The Palazzo Gopcevich, located at the end of the Canale Grande, is a magnificent building that is frequently overlooked because of the imposing St. Anthon at the end of the Canale. It was constructed in the 19th century in the neo-Renaissance style and was ordered as part of Maria Theresa's revitalization of the central area. Today, the Palazzo Gopcevich is used more as an exhibition space than any sort of architectural temple. Art and other such shows are frequently held here (so check with the Comune as to what is on when you visit). Even if nothing is on, or it isn't to your taste, there is still quite a lot of joy that comes from marvelling at the pink-and-white façade.
Palazzo Carciotti is located along the shores (called rive) and it is the most sumptuous neoclassic palace in Trieste. Greek merchant Demetrio Carciotti had it built in 1799-1805 on a project by Matteo Pertsch.
On the façade you can see a balustrade with six statues by Antonio Bosa, disciple of famous Venetian sculptor Antonio Canova.
The Canale Grande is not, in fact, the centre of Trieste, although it may seem that way if you're going towards the historic centre from the train station. The Canale Grande is has a few fishing boats, but it is flanked primarily by restaurants and cafés now. The area, however, is great for exploring some of the smaller monuments of Trieste. The Serbian Orthodox Church is close to the Canale Grande, while the Greek Orthodox Church is on the waterfront near the entrance to the Canale. The end of the Canale is just opposite the city theatre, an impressive domed construction that dominates the area of the Canale.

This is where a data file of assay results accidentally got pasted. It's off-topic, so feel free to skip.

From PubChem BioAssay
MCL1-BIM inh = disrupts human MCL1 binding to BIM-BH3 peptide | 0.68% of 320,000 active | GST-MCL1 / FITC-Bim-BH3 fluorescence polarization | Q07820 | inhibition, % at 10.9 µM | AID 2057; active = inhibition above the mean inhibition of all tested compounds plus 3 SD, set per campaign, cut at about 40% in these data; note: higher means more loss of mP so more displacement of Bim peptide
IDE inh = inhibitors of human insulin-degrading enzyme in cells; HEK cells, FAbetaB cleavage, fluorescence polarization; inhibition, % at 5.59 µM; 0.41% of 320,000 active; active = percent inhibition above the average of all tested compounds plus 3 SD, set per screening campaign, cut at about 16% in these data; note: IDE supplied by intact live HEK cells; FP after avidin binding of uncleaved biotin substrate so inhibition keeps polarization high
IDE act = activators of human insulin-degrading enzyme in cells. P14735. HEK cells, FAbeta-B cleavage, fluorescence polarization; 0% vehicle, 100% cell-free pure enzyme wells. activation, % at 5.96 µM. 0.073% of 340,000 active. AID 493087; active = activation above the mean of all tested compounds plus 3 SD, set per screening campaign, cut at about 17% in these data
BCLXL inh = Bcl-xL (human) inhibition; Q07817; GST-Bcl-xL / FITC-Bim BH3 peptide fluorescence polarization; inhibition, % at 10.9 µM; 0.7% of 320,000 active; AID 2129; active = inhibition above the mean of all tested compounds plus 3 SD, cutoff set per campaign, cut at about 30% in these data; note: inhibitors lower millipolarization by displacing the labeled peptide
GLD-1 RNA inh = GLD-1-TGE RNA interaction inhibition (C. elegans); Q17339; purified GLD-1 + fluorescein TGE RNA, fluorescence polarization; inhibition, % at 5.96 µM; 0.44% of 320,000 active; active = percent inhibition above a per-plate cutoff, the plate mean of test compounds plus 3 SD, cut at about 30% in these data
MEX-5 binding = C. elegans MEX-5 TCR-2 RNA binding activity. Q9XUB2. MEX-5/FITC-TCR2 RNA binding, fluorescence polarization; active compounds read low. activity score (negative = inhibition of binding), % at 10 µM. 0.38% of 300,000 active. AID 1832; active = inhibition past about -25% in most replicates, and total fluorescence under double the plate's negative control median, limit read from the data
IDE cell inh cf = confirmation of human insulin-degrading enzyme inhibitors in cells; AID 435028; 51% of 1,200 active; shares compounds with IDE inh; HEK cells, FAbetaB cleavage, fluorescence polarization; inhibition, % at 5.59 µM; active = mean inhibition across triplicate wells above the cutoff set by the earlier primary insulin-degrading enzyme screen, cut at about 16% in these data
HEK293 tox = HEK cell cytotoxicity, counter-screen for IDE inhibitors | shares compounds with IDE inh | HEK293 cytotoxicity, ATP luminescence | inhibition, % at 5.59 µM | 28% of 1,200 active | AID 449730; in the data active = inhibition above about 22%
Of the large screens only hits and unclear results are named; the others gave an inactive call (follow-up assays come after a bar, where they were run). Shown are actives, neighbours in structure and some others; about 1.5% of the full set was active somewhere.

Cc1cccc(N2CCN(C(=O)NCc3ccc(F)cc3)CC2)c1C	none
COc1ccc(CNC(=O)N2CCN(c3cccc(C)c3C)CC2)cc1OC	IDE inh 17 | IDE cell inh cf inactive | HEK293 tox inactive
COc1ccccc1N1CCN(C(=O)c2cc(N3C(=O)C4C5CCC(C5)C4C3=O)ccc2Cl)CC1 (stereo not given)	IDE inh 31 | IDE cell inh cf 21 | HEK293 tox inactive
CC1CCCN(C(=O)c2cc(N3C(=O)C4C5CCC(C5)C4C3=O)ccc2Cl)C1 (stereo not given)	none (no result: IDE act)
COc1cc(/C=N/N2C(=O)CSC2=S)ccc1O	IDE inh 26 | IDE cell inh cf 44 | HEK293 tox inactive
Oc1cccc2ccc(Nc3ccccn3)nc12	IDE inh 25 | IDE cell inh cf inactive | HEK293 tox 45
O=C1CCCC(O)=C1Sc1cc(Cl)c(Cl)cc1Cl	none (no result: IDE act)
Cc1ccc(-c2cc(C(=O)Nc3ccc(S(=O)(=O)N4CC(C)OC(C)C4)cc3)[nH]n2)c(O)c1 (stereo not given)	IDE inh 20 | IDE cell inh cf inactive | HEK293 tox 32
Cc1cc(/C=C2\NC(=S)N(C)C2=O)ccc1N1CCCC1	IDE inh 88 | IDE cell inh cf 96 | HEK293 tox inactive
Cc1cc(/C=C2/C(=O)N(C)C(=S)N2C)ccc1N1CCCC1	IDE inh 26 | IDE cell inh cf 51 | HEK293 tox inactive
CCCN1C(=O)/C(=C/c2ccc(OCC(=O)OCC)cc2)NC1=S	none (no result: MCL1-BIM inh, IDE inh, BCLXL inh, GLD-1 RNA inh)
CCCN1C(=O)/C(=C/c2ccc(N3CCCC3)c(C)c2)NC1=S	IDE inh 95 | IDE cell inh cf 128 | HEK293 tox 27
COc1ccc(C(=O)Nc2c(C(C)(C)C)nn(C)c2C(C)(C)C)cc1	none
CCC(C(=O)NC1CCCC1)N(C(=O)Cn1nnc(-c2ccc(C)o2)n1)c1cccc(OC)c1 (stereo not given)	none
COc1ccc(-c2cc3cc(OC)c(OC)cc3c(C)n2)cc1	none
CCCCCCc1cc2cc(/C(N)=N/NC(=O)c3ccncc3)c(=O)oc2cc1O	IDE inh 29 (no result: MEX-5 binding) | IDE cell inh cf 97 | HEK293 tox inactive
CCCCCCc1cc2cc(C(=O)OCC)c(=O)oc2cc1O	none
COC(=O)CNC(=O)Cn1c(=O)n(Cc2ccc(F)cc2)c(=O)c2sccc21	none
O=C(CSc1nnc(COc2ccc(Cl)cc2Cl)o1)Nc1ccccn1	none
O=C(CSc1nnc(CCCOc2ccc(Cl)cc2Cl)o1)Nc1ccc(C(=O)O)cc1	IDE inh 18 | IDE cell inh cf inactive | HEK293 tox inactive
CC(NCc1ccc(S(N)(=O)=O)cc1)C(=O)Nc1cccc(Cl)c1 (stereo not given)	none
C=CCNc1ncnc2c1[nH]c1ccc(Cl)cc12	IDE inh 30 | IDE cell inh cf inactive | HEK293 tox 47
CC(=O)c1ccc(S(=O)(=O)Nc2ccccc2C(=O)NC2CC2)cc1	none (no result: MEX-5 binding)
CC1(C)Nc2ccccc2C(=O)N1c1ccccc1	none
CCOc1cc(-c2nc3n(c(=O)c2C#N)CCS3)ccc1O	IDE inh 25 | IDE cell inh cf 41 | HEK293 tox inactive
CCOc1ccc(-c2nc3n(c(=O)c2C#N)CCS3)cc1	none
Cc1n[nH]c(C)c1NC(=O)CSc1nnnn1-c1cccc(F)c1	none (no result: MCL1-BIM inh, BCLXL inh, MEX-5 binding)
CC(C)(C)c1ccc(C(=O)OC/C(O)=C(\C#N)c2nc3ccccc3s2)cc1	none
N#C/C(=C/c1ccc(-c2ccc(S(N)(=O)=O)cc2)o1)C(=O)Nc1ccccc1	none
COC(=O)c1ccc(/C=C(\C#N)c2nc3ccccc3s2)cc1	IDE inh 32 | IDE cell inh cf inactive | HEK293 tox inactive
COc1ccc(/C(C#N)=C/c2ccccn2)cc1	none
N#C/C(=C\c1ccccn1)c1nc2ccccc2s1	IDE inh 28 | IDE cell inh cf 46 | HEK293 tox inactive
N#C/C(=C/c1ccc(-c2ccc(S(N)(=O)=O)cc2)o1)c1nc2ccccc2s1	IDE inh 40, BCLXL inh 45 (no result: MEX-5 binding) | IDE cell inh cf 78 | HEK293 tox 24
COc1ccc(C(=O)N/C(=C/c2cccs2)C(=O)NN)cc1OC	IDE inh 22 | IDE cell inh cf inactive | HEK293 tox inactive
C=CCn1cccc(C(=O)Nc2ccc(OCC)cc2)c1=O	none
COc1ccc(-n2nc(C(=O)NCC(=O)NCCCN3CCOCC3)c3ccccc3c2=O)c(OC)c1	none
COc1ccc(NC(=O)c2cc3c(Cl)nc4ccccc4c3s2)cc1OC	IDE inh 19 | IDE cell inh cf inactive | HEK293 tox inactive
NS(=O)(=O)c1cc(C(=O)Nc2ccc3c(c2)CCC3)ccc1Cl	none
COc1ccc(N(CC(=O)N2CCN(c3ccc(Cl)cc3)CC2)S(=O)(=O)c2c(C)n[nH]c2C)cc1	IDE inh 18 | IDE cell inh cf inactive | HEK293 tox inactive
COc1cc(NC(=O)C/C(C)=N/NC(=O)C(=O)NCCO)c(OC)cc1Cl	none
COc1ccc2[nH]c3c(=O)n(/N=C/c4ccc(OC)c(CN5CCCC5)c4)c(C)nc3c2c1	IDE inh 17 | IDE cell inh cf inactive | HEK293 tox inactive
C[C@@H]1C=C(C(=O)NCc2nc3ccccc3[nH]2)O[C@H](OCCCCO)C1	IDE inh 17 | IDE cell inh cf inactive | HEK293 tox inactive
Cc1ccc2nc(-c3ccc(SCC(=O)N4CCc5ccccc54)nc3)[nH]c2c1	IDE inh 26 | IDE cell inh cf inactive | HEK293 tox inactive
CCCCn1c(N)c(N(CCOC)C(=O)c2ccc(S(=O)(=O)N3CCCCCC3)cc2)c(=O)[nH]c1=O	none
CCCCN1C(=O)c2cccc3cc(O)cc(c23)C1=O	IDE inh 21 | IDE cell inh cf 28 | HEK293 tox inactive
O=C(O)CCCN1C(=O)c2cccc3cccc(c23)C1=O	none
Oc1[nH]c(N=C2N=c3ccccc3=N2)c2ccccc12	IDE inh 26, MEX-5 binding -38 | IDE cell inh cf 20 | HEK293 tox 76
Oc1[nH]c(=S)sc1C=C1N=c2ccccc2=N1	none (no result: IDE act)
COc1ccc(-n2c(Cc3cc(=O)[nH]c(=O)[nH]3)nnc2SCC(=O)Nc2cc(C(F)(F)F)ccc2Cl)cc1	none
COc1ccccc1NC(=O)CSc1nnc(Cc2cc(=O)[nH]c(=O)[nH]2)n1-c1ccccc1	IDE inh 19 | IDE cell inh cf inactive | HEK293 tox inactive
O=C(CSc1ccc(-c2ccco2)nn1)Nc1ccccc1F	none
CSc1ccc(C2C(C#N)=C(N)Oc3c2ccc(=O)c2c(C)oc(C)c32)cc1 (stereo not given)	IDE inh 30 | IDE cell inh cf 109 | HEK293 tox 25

James Joyce, the famous Irish author of "Portrait of the Artist as a Young Man" and "Ullyses" once lived in the city of Trieste and his time there influenced, however subtlely, his works. As a tribute to the acclaimed author, the city of Trieste has erected a statue of Joyce near the Canale Grande. Literary buffs will be delighted!
Much smaller than its homonym in Venezia, it is nevertheless very suggestive. The streets along it are reserved for pedestrians, which lets you enjoy it more.
Canal Grande ("Big Channel") was digged before 1756 to enable sailing ships to load and unload inside the city. Today, only small ships can cross it, giving it a picturesque touch.
Some beautiful and important buildings surround the channel, namely the churches of Sant'Antonio Nuovo (Catholic) and San Spiridione (Serb Orthodox), as well as palazzo Gopcevich, seat of many temporary exhibitions, the so-called grattacielo rosso ("red skyscraper") and, opposite to them, the palazzo Carciotti. These palaces produce a wonderful reflection on the water.
The Canale Grande will probably be your first introduction to Trieste, after the bus and train stations. While it doesn't even try to compete with Venice's canals, it is an impressive sight, filled with tiny boats, and surrounded by outdoor cafes, churches, fountains and old palaces. Just a shame about that crane!
On easter Sunday morning, the place was deathly quiet...hardly a soul in sight, until the church bells began to ring, and churchgoers flooded into the waterside cafes. If this was anywhere else but Trieste, I'm sure it would be thronging with tourists, but on that morning, it was just me, a couple of fishermen, some dog walkers, and local coffee-drinkers.